Mobile app uses lights, camera to detect brain injury in real-time

Researchers from the University of Washington have begun development on a smartphone application that uses the camera to assess concussions and other brain injuries in real-time. Outlined in a paper set to be presented at Ubicomp 2017, the app hopes to provide an effective tool in protecting patients from further injury.

The PupilScreen app aims to fill the gap in tools that accurately detect the occurrence of a concussion or brain injury in real-time by examining a user's pupillary light reflex. The app uses the flash on the smartphone to stimulate the patient’s eyes while the camera records a three-second video. Deep learning algorithms then analyze changes in the pupil to assess the patient’s condition.

"Having an objective measure that a coach or parent or anyone on the sidelines of a game could use to screen for concussion would truly be a game-changer," said Shwetak Patel, the Washington Research Foundation Endowed Professor of Computer Science & Engineering and of Electrical Engineering at the University of Washington. "Right now, the best screening protocols we have are still subjective, and a player who really wants to get back on the field can find ways to game the system."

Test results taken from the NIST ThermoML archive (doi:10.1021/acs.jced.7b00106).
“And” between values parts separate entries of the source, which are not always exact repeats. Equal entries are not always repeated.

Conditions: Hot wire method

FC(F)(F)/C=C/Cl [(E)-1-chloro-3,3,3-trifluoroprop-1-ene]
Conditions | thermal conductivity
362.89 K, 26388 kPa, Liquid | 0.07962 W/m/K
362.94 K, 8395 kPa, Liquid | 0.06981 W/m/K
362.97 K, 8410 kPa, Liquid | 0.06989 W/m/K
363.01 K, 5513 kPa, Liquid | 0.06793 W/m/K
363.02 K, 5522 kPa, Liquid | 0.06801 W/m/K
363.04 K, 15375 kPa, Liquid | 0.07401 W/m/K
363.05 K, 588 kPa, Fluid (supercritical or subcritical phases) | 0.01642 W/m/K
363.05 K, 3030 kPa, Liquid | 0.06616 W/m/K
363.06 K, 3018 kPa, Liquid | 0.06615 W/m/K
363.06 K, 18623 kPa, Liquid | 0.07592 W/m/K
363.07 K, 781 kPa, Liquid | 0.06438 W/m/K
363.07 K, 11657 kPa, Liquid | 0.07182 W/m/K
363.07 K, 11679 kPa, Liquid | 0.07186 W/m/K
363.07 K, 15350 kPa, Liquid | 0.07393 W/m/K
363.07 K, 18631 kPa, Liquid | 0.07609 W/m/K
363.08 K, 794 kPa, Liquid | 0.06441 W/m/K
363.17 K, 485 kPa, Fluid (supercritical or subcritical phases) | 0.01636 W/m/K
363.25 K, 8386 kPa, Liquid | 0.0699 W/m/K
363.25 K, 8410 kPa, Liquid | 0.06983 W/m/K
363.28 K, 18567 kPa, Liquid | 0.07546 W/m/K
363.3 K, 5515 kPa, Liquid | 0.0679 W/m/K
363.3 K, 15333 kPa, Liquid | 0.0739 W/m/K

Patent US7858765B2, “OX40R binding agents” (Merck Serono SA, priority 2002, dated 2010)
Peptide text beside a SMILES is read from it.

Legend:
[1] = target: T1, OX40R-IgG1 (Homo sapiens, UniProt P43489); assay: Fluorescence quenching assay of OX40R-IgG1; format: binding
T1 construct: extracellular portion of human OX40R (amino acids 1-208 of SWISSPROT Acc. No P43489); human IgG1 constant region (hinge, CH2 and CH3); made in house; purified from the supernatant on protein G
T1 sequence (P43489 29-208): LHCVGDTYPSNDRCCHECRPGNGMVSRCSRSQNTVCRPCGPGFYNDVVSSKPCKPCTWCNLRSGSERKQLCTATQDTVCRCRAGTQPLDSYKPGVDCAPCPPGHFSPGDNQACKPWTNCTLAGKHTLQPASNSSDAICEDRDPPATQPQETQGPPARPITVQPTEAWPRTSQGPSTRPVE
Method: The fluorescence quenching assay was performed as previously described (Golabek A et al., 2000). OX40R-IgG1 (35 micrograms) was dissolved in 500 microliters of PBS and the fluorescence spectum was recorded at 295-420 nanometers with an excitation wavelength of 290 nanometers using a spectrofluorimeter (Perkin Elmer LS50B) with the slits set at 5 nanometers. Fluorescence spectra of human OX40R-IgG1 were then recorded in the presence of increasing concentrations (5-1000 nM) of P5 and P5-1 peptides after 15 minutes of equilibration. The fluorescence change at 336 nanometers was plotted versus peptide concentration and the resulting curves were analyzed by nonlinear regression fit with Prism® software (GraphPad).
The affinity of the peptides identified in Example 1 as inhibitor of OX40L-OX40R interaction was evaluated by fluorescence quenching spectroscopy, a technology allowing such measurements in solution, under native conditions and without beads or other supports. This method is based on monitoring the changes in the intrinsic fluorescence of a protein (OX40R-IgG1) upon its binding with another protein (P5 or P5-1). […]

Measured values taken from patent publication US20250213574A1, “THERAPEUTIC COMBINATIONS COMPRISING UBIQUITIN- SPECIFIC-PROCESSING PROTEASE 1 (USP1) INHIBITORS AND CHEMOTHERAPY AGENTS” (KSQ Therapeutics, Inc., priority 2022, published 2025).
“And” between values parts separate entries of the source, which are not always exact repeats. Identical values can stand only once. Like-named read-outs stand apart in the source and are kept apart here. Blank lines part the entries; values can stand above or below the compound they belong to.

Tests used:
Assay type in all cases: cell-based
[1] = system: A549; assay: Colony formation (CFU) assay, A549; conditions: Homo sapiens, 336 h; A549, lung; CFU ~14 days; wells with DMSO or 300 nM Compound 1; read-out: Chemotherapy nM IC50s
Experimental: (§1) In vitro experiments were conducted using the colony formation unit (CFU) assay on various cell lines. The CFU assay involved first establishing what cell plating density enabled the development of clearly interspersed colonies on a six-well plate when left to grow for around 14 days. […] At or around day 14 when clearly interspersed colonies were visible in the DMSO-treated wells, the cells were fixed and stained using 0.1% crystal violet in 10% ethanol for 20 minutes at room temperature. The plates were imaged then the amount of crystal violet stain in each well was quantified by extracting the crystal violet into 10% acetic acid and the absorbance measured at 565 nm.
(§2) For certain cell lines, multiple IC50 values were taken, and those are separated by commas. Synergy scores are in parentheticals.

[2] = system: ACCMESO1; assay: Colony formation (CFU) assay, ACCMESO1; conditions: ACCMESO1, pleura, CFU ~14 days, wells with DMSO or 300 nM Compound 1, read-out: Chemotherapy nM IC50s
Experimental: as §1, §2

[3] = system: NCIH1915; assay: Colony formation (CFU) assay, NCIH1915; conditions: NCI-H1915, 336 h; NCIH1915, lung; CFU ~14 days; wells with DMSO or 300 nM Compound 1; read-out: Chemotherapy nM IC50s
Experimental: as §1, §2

A pilot study on the app enrolled 48 participants, some with a traumatic brain injury and some healthy individuals. The app was capable of diagnosing brain injuries. Researchers hope the app will be available for launch in the next two years.

"PupilScreen aims to fill that gap by giving us the first capability to measure an objective biomarker of concussion in the field," said co-author Lynn McGrath, MD, a resident physician in UW Medicine's Department of Neurological Surgery. "After further testing, we think this device will empower everyone from little league coaches to NFL doctors to emergency department physicians to rapidly detect and triage head injury."